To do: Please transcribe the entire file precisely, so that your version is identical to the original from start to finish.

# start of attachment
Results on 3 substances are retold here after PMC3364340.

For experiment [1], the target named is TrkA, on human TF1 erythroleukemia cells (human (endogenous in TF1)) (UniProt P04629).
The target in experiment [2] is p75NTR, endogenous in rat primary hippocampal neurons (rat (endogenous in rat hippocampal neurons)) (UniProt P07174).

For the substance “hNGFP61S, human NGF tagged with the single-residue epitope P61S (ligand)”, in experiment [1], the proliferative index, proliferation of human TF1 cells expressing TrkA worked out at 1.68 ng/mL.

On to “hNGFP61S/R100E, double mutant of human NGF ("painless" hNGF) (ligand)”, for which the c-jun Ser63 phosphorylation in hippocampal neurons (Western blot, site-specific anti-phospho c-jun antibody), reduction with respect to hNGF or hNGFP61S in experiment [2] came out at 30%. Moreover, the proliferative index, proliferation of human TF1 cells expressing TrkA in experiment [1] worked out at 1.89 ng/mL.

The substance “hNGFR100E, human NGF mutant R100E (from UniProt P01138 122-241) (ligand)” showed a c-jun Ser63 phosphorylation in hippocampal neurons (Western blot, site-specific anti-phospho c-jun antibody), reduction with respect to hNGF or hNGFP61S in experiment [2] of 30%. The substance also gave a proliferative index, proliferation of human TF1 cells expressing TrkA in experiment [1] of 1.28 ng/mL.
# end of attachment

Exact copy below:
Results on 3 substances are retold here after PMC3364340.

For experiment [1], the target named is TrkA, on human TF1 erythroleukemia cells (human (endogenous in TF1)) (UniProt P04629).
The target in experiment [2] is p75NTR, endogenous in rat primary hippocampal neurons (rat (endogenous in rat hippocampal neurons)) (UniProt P07174).

For the substance “hNGFP61S, human NGF tagged with the single-residue epitope P61S (ligand)”, in experiment [1], the proliferative index, proliferation of human TF1 cells expressing TrkA worked out at 1.68 ng/mL.

On to “hNGFP61S/R100E, double mutant of human NGF ("painless" hNGF) (ligand)”, for which the c-jun Ser63 phosphorylation in hippocampal neurons (Western blot, site-specific anti-phospho c-jun antibody), reduction with respect to hNGF or hNGFP61S in experiment [2] came out at 30%. Moreover, the proliferative index, proliferation of human TF1 cells expressing TrkA in experiment [1] worked out at 1.89 ng/mL.

The substance “hNGFR100E, human NGF mutant R100E (from UniProt P01138 122-241) (ligand)” showed a c-jun Ser63 phosphorylation in hippocampal neurons (Western blot, site-specific anti-phospho c-jun antibody), reduction with respect to hNGF or hNGFP61S in experiment [2] of 30%. The substance also gave a proliferative index, proliferation of human TF1 cells expressing TrkA in experiment [1] of 1.28 ng/mL.